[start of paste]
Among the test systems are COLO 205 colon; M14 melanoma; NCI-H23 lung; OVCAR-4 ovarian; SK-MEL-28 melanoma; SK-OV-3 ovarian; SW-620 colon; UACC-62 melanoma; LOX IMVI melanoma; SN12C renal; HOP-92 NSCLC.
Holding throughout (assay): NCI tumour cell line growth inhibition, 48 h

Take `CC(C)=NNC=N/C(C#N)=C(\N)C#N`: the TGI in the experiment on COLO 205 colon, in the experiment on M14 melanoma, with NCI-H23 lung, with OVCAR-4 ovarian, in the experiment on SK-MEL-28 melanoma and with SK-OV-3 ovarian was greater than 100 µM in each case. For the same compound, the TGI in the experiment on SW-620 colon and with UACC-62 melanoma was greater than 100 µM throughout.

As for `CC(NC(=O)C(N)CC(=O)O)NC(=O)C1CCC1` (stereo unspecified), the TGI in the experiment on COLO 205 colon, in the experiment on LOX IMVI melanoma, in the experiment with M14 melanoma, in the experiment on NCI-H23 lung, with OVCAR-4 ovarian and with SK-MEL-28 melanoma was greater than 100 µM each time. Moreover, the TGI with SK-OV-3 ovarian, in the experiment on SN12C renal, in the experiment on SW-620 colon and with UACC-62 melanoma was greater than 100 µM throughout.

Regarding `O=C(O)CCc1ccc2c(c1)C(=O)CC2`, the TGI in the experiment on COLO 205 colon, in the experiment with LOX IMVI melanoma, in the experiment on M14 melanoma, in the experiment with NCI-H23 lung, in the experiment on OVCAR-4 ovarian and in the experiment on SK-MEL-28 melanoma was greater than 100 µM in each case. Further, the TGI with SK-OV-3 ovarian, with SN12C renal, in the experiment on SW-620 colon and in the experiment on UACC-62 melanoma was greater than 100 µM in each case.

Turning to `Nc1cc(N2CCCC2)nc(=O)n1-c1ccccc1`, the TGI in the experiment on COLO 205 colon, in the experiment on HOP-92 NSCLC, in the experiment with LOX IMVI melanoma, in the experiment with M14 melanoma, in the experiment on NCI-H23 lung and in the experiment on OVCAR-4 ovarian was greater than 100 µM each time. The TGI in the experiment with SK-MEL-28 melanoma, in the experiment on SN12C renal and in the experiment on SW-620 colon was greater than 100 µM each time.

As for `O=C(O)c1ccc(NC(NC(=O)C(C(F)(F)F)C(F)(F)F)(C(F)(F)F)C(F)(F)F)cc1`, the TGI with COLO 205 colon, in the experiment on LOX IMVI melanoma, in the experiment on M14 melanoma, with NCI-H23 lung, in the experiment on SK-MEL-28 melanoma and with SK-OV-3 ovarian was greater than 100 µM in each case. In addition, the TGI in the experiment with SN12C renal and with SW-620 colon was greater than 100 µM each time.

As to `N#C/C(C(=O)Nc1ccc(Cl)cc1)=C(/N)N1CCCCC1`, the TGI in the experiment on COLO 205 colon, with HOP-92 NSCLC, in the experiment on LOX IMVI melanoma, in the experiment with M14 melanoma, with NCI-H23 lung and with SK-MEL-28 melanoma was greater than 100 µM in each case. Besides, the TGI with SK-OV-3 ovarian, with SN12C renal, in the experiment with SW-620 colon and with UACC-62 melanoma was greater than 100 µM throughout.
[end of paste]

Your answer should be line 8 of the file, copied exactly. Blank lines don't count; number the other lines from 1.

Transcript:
As to `N#C/C(C(=O)Nc1ccc(Cl)cc1)=C(/N)N1CCCCC1`, the TGI in the experiment on COLO 205 colon, with HOP-92 NSCLC, in the experiment on LOX IMVI melanoma, in the experiment with M14 melanoma, with NCI-H23 lung and with SK-MEL-28 melanoma was greater than 100 µM in each case. Besides, the TGI with SK-OV-3 ovarian, with SN12C renal, in the experiment with SW-620 colon and with UACC-62 melanoma was greater than 100 µM throughout.